Pablo Escobar's family fails to register his name in Class 41

Colombia

The Colombian Trademark Office has decided the appeal in a case involving a trademark application for PABLO EMILIO ESCOBAR GAVIRIA to identify services in Class 41 of the Nice Classification ("rental of video tapes, sound recordings, films, film studies; film exhibitions, video tape production, recording studios; photography, photography services, publication and loan of books, arrangements of radio and television programmes, exhibitions, performances, museums, digital image processing, entertainment programmes, release of all types of texts, script writings, subtitles, photographic representations on the radio and in videos"). The application, which had been filed by Pablo Emilio Escobar-Gaviria’s widow and children, was denied.

Pablo Escobar was a well-known drug dealer that brought destruction, fear, violence, corruption and death to Colombia. He was finally killed on December 1 1993, but has hardly been forgotten.

The trademark application was denied based on the destruction and killings that the name of Pablo Escobar brings to the minds of Colombians. The mere name of Pablo Escobar reminds Colombians of several bombings (eg, bombing at a school fair where children died; bombing in Avianca flight No 1803, which killed 107 people; bombing in the Colombian Security Department building, which killed 63 people and left 1,000 people injured).

The Colombian Trademark Office considered that the trademark application fell within the prohibition set forth in Article 135, Subparagraph (p) of Andean Community Decision 486, which provides that a trademark cannot be registered if it is considered to be "contrary to law, morality, public order or proper practice”. Since the name of Pablo Escobar is associated with a decade of violence, registration of his name as a trademark would constitute an apology for drug dealing and terrorism. Hence, the application was considered to be contrary to morality and public order.

Arguably, the office followed the correct approach in refusing the application for services in Class 41. However, the trademark PABLO EMILIO ESCOBAR GAVIRIA has already been registered for goods in Class 25 in Colombia and the United States, among other countries, despite the fact that Pablo Escobar was the most wanted criminal of all times. A prohibition similar to that set forth in Andean Community Decision 486 may be found in the Lanham Act (under 15 USC §1052, a trademark application will be rejected if it "consists of, or comprises, immoral, deceptive or scandalous matter”), so it is surprising that registration was allowed in that country - especially in light of the fact that the United States was involved in the search for Pablo Escobar.

Although the prohibition set forth in Andean Community Decision 486 has rarely been applied, the application for PABLO EMILIO ESCOBAR GAVIRIA is not the only one that has been denied under Article 135, Subparagraph (p): applications for POPPER (Resolution No 55225 of 2009 of the Trademark Office, File No 08-37403) and DIVINO NIÑO (Resolution No 2503 of 2003 of the Trademark Office, File No 02-6156) were denied on the same grounds.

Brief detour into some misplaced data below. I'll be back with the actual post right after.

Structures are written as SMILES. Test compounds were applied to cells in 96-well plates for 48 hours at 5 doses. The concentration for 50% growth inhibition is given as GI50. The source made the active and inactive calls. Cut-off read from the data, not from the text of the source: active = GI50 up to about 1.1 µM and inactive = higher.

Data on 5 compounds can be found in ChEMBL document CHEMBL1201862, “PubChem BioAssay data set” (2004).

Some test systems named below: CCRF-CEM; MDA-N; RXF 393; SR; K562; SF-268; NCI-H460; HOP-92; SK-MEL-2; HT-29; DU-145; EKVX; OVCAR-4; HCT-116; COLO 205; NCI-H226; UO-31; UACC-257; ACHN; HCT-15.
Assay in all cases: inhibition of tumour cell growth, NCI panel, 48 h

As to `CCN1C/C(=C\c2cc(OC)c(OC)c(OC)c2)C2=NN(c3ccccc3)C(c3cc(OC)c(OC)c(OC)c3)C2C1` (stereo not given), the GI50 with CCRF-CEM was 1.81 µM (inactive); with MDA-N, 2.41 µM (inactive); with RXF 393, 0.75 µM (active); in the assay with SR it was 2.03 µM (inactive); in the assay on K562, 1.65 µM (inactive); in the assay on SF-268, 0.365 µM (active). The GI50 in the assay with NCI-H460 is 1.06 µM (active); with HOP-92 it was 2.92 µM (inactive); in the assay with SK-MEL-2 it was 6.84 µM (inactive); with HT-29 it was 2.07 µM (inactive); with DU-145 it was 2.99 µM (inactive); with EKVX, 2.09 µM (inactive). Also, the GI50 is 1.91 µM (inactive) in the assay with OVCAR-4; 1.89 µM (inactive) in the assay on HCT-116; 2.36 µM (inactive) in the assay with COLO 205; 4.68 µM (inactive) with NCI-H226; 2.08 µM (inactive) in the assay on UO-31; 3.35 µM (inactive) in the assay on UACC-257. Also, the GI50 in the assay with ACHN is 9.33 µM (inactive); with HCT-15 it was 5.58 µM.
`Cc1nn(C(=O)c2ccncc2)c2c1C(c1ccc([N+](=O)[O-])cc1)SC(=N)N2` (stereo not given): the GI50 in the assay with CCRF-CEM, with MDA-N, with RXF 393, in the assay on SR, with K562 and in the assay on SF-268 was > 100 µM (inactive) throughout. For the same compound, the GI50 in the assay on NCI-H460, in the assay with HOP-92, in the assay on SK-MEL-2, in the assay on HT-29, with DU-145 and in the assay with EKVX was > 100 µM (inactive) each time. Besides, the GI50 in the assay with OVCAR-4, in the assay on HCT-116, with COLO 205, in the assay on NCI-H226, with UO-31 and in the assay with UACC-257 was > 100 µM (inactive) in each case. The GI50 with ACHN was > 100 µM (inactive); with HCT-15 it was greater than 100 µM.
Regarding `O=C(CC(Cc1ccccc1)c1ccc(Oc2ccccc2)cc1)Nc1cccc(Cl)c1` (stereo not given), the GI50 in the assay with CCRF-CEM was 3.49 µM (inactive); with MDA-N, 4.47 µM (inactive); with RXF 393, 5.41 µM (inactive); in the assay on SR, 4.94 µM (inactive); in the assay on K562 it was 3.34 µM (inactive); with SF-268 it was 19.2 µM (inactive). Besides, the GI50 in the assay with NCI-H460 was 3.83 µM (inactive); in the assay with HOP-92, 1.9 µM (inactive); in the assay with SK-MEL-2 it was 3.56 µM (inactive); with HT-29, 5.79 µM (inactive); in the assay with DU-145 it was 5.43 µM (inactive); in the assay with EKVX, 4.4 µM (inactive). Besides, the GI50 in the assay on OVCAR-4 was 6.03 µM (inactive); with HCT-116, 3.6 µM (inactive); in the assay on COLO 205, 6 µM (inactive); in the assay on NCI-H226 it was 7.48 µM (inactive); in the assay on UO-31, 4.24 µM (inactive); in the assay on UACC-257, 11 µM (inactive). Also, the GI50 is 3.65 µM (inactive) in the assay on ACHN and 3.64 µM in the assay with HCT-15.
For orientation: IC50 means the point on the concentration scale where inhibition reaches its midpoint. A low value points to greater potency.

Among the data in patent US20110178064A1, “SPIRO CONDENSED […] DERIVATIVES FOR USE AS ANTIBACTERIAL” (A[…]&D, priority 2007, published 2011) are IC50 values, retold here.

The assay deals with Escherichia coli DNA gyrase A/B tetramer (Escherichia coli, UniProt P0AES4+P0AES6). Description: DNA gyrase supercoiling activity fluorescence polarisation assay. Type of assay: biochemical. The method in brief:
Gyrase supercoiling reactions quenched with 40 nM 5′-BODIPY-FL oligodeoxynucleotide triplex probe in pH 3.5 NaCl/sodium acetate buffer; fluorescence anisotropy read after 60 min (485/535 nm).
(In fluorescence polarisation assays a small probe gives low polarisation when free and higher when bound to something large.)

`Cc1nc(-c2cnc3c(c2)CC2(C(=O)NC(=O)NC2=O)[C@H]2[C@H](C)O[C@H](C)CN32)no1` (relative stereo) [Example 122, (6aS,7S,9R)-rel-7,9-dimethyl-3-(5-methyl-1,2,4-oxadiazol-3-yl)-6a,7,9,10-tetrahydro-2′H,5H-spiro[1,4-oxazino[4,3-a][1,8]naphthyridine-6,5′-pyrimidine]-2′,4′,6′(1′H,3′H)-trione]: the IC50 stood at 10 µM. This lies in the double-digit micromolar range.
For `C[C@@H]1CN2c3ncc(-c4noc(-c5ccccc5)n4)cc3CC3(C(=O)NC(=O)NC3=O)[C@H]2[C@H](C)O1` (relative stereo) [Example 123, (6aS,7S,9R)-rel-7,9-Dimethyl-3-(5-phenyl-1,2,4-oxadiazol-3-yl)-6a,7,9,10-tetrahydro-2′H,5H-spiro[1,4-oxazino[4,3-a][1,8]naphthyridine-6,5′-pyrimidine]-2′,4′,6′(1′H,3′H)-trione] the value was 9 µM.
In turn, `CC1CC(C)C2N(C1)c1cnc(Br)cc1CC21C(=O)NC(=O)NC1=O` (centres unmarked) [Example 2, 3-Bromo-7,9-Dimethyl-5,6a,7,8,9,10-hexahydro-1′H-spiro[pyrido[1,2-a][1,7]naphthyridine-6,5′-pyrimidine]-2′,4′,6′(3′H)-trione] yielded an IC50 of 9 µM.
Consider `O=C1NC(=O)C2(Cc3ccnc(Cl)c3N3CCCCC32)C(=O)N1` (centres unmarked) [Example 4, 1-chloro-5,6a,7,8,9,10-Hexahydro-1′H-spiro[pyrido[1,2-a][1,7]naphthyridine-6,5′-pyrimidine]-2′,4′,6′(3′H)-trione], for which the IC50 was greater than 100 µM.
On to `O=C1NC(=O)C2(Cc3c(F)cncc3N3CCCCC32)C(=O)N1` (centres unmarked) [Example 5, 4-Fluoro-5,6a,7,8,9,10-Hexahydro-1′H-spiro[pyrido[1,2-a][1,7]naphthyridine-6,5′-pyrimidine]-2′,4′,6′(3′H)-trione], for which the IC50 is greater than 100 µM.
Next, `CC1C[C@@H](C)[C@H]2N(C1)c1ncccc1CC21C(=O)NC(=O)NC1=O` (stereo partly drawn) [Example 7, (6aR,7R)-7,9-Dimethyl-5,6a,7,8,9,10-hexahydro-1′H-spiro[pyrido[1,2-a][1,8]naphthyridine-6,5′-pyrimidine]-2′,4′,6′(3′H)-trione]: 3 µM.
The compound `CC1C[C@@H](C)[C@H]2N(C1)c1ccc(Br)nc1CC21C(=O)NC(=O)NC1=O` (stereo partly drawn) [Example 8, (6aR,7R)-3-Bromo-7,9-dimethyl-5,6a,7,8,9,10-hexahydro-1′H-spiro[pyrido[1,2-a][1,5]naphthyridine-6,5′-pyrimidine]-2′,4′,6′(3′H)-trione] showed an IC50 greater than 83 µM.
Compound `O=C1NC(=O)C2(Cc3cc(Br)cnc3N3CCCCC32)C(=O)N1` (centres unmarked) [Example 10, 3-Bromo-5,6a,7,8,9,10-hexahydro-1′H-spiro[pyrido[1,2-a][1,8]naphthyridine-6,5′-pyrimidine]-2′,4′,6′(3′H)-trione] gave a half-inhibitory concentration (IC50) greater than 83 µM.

'Popper' is the popular name given to alkyl nitrites, a chemical substance which has caused several deaths among young people in Colombia. The application for POPPER covered goods in Class 25. The Trademark Office denied the application, stating that the term 'popper' evokes the name of a substance that constitutes a significant hazard to health and the normal functioning of society. Therefore, the application was contrary to morality, public order and proper practices.

The application for DIVINO NIÑO ('Holy Child', the venerated image of Christ at a young age) covered goods in Class 33 (alcoholic beverages). In this case, it was not the sign itself, but the goods it sought to cover, that led the Trademark Office to deny protection. As Colombia is a mostly catholic country, most Colombians would have been offended by the use of this trademark to identify alcoholic beverages.

The prohibition set forth in Article 135, Subparagraph (p) aims to prevent the registration of signs that can be hurtful in different ways. It aims to defend certain values and beliefs. Unfortunately, some signs have gone under the radar and have managed to obtain trademark protection. it is hoped that, in the near future, the Trademark Office will implement a procedure to cancel registrations that are, or might become, immoral or improper.

Sandra Ávila-González and Fernando Triana, Triana Uribe & Michelsen, Bogota

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